Health data from a British pharmacist’s iPhone helped convict him of the murder of his wife, also a pharmacist

British media report that Mitesh Patel, who owned the Roman Road pharmacy in Middlesborough with his wife Jessica, had been cheating on her with men and planned to emigrate to Australia to be with his male lover, a doctor.

The court heard that for six years, Ms Patel had known that her husband was having affairs with men he met on the Grindr dating app, as well as the ongoing affair with the doctor, who he met in 2013 and who subsequently moved to Sydney. On some occasions he met these men for sex in the family home.

The doctor was described to the court as Mr Patel’s “soul mate”.

Mr Patel had previously persuaded his wife to undergo IVF, and three embryos were eventually frozen. The court heard that Mr Patel planned to start a family in Australia with his lover, using the embryos.

He also stood to benefit to the tune of £2 million (AUD$3.5 million) from life insurance he had taken out on his wife.

The doctor has been spoken to as a “witness” and lead investigator on the case DCI Matt Murphy-King has said that it would not be proper to discuss these conversations as this could unduly prejudice any future proceedings should they ever be taken against him.

For several years Mr Patel searched phrases such as “hiring hitman UK,” “insulin overdose,” and “I need to kill my wife”.

He also watched a strangulation video on YouTube which he claimed to have watched with Jessica.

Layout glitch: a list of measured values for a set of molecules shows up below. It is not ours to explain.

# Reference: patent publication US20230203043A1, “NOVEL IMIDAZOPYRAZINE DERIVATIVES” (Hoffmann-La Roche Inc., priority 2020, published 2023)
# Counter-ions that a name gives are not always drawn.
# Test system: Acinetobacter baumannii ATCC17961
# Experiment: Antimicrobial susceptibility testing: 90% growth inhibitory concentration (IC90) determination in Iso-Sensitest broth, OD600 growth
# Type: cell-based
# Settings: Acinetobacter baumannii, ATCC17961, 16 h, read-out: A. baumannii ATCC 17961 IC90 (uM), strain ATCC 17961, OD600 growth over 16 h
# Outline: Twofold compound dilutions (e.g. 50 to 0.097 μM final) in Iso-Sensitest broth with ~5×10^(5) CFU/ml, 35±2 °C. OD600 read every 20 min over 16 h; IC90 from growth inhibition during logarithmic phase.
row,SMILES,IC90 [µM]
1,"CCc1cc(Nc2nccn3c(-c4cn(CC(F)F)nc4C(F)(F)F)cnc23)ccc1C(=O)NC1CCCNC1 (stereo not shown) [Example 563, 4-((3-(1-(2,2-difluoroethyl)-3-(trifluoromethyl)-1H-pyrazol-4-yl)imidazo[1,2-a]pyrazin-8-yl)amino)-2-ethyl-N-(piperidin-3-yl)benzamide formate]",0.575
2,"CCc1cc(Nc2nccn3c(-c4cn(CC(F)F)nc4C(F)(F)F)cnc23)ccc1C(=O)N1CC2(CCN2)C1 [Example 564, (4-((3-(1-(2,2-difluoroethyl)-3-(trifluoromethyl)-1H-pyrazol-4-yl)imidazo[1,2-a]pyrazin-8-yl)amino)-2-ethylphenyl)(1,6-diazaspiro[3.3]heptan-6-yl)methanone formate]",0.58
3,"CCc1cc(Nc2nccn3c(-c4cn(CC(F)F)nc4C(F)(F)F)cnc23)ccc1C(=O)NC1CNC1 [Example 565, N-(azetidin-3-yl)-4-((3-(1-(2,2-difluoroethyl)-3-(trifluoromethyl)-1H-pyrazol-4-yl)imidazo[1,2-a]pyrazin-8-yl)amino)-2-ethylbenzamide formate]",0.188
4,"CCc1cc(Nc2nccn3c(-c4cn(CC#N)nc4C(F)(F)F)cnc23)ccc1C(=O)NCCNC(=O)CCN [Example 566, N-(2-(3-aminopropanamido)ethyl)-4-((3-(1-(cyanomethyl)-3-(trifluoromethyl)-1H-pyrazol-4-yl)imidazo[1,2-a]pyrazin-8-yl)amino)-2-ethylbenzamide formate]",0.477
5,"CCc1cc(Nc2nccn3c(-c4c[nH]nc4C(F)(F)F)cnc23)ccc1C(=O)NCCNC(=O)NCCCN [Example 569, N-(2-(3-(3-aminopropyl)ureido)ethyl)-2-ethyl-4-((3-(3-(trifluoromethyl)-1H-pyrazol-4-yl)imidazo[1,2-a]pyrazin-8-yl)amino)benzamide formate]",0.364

In the last weeks before he murdered his wife, Mr Patel looked up “Can 3mm of insulin kill?” and “Hindu funerals for a murdered woman”.

In May 2018, Mr Patel injected his wife with insulin and then strangled her with a plastic bag from Tesco. During the murder, she scratched his neck, and he later told police he had sustained the minor injury at the gym.

He then attempted to stage the scene to look as though Jessica Patel had been killed by a burglar. He tied his wife up with tape and then went to the Roman Road pharmacy and a pizza shop to set up an alibi.

When he returned home he called 999 and claimed an intruder had killed his wife – but his health data told a different story.

Police took a look at the Health app on Mr Patel’s iPhone, as well as his wife’s: the app tracks steps taken by the user over the course of a day.

They saw that the app on Mr Patel’s phone showed a great deal of busy activity in the moments immediately following the murder, with a number of flights of stairs ascended and descended.

No steps, however, were recorded on Ms Patel’s iPhone between the time of the murder and the time Mr Patel took the phone and moved it 14 steps away, in an attempt to make it look as though the purported burglar had dropped it.

It is believed that the use of this data is a first for the UK.

Police also found insulin syringes in Mr Patel’s laptop bag – one of which was empty.

After the jury handed down a unanimous verdict of guilty, the judge in the case told Mr Patel that a life sentence would be mandatory. At the time of writing, the minimum term to be served was yet to be determined.

In a statement following the verdict, Ms Patel’s family issued a statement describing the pharmacist as “beautiful both on the inside and out”.

“Her soul was pure, her heart ever so kind and the love and generosity she afforded to everyone in her life was second to none,” the family said.

“She had simple dreams, all she ever wanted was to fall in love, have a family of her own and live happily ever after.”

This article was prepared from reports by The Guardian, the BBC, Teesside Live, the Independent, and the Daily Mail.